FWA 7407
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The attached document replaces the document previously issued with the above code on 9 October 2012.
The document has been amended in the first line of paragraph , to replace “Applicant” with “Respondent”.
Relief Associate to Commissioner Booth
Dated 9 October 2012
 FWA 7407
Fair Work Act 2009
s.394 - Application for unfair dismissal remedy
Mr Peter Viavattene
Health Care Australia
BRISBANE, 9 OCTOBER 2012
Application for unfair dismissal remedy – permission to be represented granted.
 This matter concerns an application for leave in relation to the appearance of a legal representative for the Respondent, Health Care Australia at an unfair dismissal hearing beginning on 17 October 2012.
 The Respondent has made an application pursuant to section 596 of the Fair Work Act 2009 (the Act) for permission to be represented at the hearing. That representative is a lawyer. The Respondent provided written submissions in accordance with the directions. The Applicant indicated he objected to legal representation at a directions hearing. He did not provide written submissions in accordance with the directions. A further email to the Applicant dated 24 September 2012 reminded the Applicant of the directions issued and asked if he intended to lodge submissions as to why the Respondent should not have legal representation. No submissions were provided.
 Section 596 of the Act provides as follows:
(1) Except as provided by subsection (3) or the procedural rules, a person may be represented in a matter before FWA (including by making an application or submission to FWA on behalf of the person) by a lawyer or paid agent only with the permission of FWA.
(2) FWA may grant permission for a person to be represented by a lawyer or paid agent in a matter before FWA only if:
(a) it would enable the matter to be dealt with more efficiently, taking into account the complexity of the matter; or
(b) it would be unfair not to allow the person to be represented because the person is unable to represent himself, herself or itself effectively; or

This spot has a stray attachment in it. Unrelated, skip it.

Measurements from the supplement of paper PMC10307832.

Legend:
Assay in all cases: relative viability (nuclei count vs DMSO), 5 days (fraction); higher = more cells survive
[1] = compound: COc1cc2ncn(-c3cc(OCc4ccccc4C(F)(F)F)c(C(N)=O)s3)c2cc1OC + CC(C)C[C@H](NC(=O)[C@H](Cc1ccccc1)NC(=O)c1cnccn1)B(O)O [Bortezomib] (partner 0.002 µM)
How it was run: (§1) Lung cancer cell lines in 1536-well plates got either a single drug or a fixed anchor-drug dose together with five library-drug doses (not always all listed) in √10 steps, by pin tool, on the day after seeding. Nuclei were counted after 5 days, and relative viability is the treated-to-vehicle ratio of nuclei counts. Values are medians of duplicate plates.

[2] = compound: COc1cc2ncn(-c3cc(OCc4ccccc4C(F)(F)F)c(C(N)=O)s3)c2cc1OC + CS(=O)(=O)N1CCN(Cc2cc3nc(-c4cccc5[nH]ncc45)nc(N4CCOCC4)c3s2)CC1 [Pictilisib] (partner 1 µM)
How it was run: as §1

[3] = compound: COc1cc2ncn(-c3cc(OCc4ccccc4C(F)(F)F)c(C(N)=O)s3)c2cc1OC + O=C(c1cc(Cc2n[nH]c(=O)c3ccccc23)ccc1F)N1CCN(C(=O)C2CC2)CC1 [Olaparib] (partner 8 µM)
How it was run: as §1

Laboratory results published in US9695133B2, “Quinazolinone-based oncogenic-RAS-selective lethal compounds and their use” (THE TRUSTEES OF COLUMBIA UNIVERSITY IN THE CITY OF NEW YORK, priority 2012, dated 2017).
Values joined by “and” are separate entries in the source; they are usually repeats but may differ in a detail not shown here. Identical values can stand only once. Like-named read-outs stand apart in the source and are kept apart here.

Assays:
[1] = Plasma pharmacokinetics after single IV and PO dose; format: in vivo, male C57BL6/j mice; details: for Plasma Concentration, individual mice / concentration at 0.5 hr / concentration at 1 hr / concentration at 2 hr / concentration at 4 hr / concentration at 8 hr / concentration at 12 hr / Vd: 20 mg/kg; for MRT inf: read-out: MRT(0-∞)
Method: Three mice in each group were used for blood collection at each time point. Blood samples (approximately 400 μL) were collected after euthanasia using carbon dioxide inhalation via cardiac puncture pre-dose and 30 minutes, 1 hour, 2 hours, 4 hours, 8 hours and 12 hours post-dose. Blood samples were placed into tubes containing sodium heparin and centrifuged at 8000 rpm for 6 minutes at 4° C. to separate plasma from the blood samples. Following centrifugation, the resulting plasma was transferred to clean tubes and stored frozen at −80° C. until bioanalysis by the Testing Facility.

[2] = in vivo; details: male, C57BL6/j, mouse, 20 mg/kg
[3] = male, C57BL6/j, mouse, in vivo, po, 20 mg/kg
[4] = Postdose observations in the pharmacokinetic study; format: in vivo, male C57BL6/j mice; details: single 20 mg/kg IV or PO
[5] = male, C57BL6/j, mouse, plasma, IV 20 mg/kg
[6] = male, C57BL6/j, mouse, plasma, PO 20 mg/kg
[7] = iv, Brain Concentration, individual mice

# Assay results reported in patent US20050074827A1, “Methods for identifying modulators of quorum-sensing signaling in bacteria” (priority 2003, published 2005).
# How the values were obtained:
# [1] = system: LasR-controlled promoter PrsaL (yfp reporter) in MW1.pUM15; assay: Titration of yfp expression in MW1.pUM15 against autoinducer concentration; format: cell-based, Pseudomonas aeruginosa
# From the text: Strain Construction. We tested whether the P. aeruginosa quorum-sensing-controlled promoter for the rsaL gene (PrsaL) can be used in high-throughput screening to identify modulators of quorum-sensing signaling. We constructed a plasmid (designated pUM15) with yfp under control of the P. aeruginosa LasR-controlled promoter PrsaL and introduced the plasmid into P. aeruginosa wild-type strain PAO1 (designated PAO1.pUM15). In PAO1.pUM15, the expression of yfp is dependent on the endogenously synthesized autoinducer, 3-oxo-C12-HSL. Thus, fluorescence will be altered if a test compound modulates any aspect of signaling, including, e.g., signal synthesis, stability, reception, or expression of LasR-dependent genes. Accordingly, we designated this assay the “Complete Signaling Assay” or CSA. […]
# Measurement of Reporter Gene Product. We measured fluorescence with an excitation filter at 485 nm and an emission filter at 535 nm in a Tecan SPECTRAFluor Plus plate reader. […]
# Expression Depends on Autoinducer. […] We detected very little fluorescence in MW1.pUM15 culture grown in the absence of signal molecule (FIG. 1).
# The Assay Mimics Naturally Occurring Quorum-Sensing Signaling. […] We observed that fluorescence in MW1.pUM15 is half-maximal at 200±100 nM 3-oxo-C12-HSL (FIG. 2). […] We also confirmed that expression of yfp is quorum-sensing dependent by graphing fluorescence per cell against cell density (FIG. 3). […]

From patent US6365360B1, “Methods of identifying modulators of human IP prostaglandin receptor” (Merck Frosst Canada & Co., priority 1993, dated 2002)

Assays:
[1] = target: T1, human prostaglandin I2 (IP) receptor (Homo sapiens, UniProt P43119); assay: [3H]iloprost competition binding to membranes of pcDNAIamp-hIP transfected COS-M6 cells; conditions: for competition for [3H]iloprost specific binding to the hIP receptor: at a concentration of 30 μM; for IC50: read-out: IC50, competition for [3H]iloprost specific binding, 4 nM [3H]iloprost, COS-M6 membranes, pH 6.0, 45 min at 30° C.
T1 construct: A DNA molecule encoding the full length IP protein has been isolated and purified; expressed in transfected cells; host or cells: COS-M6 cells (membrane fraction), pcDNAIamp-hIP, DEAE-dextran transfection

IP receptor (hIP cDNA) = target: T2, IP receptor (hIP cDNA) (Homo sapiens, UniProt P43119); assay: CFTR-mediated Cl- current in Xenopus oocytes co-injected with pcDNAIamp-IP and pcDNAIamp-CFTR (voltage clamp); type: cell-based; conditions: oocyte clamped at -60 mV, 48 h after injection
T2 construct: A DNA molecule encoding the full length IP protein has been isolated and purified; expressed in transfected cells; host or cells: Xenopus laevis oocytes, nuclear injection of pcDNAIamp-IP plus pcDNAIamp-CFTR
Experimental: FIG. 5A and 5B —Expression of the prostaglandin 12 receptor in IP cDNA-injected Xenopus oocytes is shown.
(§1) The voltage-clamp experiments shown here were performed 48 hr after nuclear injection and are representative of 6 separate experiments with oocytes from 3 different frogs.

(c) it would be unfair not to allow the person to be represented taking into account fairness between the person and other persons in the same matter.
Note: Circumstances in which FWA might grant permission for a person to be represented by a lawyer or paid agent include the following:
(a) where a person is from a non-English speaking background or has difficulty reading or writing;
(b) where a small business is a party to a matter and has no specialist human resources staff while the other party is represented by an officer or employee of an industrial association or another person with experience in workplace relations advocacy.
(3) FWA’s permission is not required for a person to be represented by a lawyer or paid agent in making a written submission under Part 2-3 or 2-6 (which deal with modern awards and minimum wages).
(4) For the purposes of this section, a person is taken not to be represented by a lawyer or paid agent if the lawyer or paid agent:
(a) is an employee or officer of the person; or
(b) is an employee or officer of:
(i) an organisation; or
(ii) an association of employers that is not registered under the Fair Work (Registered Organisations) Act 2009; or
(iii) a peak council; or
(iv) a bargaining representative;
that is representing the person; or
(c) is a bargaining representative.
 Even though the Applicant has not made submissions objecting to representation by a lawyer it is still the case that representation by a lawyer requires permission of FWA.